College Violates Student's Rights, Follows It Up By Deleting Critical Comments From Its Facebook Page

from the showing-a-definite-preference-for-wrongs-over-rights dept

Another college has deployed censorious tactics, and as usual, FIRE (Foundation for Individual Rights in Education) has the story.

On October 23, 2013, Asnuntuck Community College (ACC) student Nicholas Saucier had a videotaped conversation about recent gun legislation with Connecticut Governor Dannel Malloy, who was visiting campus as part of an ongoing conference. At the end of the conversation, during which he called Malloy a “snake” as Malloy left in his vehicle, Saucier was confronted by the college’s president and a campus security officer, who escorted him off campus. The college charged Saucier with harassment and making threats, among other violations of its conduct policies.
The video of this encounter is still live (no doubt much to ACC's chagrin) and it shows Saucier discussing the impact of the governor's gun control policies on his ammunition business. Governor Malloy doesn't look too interested in fielding complaints from a constituent, which probably explains Saucier's tossed off, low-level insult as his "representative" exited the scene.

Not only did Saucier get run off campus by the school president and his security team, he was also suspended and banned from the school's property until college administration could "discuss" his supposed "harassment" with him. But rather than entertain any ideas of due process, ACC instead tried to pressure the student into "pleading guilty" to all "charges" and submitting to a mandatory professional evaluation before he could apply for readmission.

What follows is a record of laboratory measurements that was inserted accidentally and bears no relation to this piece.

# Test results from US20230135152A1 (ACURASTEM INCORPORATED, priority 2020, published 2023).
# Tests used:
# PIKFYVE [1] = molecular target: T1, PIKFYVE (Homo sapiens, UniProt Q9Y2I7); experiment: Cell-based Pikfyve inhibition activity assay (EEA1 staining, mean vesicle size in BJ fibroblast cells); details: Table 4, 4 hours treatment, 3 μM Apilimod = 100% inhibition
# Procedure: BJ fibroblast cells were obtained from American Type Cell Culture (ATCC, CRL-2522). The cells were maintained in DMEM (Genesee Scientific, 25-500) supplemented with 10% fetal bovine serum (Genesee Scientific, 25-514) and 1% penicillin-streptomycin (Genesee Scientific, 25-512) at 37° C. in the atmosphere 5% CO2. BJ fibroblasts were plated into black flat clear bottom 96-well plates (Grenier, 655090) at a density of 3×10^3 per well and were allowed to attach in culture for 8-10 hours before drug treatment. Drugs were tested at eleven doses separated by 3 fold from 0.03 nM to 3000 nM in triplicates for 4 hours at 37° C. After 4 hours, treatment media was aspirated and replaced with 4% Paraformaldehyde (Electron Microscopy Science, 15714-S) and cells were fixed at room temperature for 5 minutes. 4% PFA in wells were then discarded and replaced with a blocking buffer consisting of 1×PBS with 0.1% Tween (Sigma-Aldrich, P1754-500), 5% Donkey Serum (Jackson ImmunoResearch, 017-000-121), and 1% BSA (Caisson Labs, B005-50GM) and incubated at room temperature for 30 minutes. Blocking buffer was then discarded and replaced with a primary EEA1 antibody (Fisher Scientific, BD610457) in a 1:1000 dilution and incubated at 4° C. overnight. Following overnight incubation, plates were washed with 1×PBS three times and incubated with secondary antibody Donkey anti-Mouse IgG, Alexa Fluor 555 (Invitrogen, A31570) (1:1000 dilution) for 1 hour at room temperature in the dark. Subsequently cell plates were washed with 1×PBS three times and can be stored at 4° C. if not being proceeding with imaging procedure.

Saucier instead pushed for a formal hearing, rather than plead guilty to obviously false charges. The school allowed this but would not allow him to enter his taped conversation as evidence on his behalf. It also prohibited any recordings of the hearing itself, ensuring it could (attempt) to spin the outcome in any direction it chose to. As can be expected, the school found Saucier guilty of all charges. It did lift the suspension but put him on probation.

FIRE stepped in and sent a letter to the college demanding that it explain its violations of Saucier's due process and free speech rights. This letter went unanswered. This didn't stop the school from making another unfounded claim when contacted by another site covering the story.
The Blaze reports:

"A spokesperson from Asnuntuck Community College told TheBlaze that they are seeking a correction from FIRE, saying their statement on the situation is “categorically false,” and that Saucier was suspended for his harassing behavior and not the subject matter. They declined to go into any more specifics, citing Saucier’s privacy."

FIRE has not received any requests from ACC for corrections or any other correspondence at this time (although maybe such a request is on the way). We have not asserted that Saucier was suspended for the subject matter of his questioning—only that his speech was protected by the First Amendment and was neither harassing nor threatening, despite what ACC has alleged.
All the while, the ACC has been busy burying dissenting opinions from students and others. FIRE reports that the admins of the school's Facebook page had been removing critical comments before finally deciding to take the entire page offline.
After we covered the case here on The Torch, though, concerned citizens took to ACC’s Facebook page to demand answers and action from ACC administrators. And they did get a reaction—just not the one they’d hoped for.

ACC deleted every critical or questioning post from its Facebook page.
Unfortunately for the school, these deletions are well documented. Even if these hadn't been captured, the fact that the page was removed would indicate that the school is still completely uninterested in dealing with the results of its censorious efforts.

Here's a few of the screengrabs FIRE obtained before ACC memory-holed its Facebook page.



Now it's completely gone, save for a sanitized version preserved by Google's cache. It's truly sad that a school would feel strongly enough about supposed "harassment" and "threats" to violate a student's rights, but not strongly enough to step up and defend its actions to critics. This certainly explains its decision to block Saucier from presenting his recording in his defense as well as its banning of any recordings of its closed hearing. The school's policies cannot survive even the simplest challenge.